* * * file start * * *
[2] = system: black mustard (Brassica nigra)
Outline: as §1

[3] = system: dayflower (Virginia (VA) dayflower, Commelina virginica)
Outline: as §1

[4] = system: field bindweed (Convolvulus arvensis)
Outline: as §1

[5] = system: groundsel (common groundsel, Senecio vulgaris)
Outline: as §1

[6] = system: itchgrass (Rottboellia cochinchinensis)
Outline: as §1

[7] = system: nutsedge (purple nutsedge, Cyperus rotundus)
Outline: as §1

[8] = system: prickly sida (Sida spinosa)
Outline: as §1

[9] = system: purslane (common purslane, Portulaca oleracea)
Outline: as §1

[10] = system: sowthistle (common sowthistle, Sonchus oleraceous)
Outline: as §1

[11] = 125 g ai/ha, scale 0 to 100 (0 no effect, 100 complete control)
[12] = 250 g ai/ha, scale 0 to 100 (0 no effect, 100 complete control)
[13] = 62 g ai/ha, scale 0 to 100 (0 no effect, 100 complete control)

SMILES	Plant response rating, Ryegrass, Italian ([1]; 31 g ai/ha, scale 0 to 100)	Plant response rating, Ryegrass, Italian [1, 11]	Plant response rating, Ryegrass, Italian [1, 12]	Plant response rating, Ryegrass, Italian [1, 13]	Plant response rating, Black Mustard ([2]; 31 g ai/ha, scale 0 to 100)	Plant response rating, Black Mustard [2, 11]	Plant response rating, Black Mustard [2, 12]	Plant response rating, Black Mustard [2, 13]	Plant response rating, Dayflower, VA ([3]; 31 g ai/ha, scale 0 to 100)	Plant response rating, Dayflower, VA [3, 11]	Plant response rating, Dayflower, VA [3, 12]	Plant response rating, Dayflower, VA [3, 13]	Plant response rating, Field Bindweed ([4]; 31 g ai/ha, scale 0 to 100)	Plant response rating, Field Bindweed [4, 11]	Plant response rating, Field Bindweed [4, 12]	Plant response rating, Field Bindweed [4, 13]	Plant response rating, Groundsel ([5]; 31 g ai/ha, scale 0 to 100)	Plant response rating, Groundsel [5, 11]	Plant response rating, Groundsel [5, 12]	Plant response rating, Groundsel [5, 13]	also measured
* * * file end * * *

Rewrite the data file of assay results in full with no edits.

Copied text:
[2] = system: black mustard (Brassica nigra)
Outline: as §1

[3] = system: dayflower (Virginia (VA) dayflower, Commelina virginica)
Outline: as §1

[4] = system: field bindweed (Convolvulus arvensis)
Outline: as §1

[5] = system: groundsel (common groundsel, Senecio vulgaris)
Outline: as §1

[6] = system: itchgrass (Rottboellia cochinchinensis)
Outline: as §1

[7] = system: nutsedge (purple nutsedge, Cyperus rotundus)
Outline: as §1

[8] = system: prickly sida (Sida spinosa)
Outline: as §1

[9] = system: purslane (common purslane, Portulaca oleracea)
Outline: as §1

[10] = system: sowthistle (common sowthistle, Sonchus oleraceous)
Outline: as §1

[11] = 125 g ai/ha, scale 0 to 100 (0 no effect, 100 complete control)
[12] = 250 g ai/ha, scale 0 to 100 (0 no effect, 100 complete control)
[13] = 62 g ai/ha, scale 0 to 100 (0 no effect, 100 complete control)

SMILES	Plant response rating, Ryegrass, Italian ([1]; 31 g ai/ha, scale 0 to 100)	Plant response rating, Ryegrass, Italian [1, 11]	Plant response rating, Ryegrass, Italian [1, 12]	Plant response rating, Ryegrass, Italian [1, 13]	Plant response rating, Black Mustard ([2]; 31 g ai/ha, scale 0 to 100)	Plant response rating, Black Mustard [2, 11]	Plant response rating, Black Mustard [2, 12]	Plant response rating, Black Mustard [2, 13]	Plant response rating, Dayflower, VA ([3]; 31 g ai/ha, scale 0 to 100)	Plant response rating, Dayflower, VA [3, 11]	Plant response rating, Dayflower, VA [3, 12]	Plant response rating, Dayflower, VA [3, 13]	Plant response rating, Field Bindweed ([4]; 31 g ai/ha, scale 0 to 100)	Plant response rating, Field Bindweed [4, 11]	Plant response rating, Field Bindweed [4, 12]	Plant response rating, Field Bindweed [4, 13]	Plant response rating, Groundsel ([5]; 31 g ai/ha, scale 0 to 100)	Plant response rating, Groundsel [5, 11]	Plant response rating, Groundsel [5, 12]	Plant response rating, Groundsel [5, 13]	also measured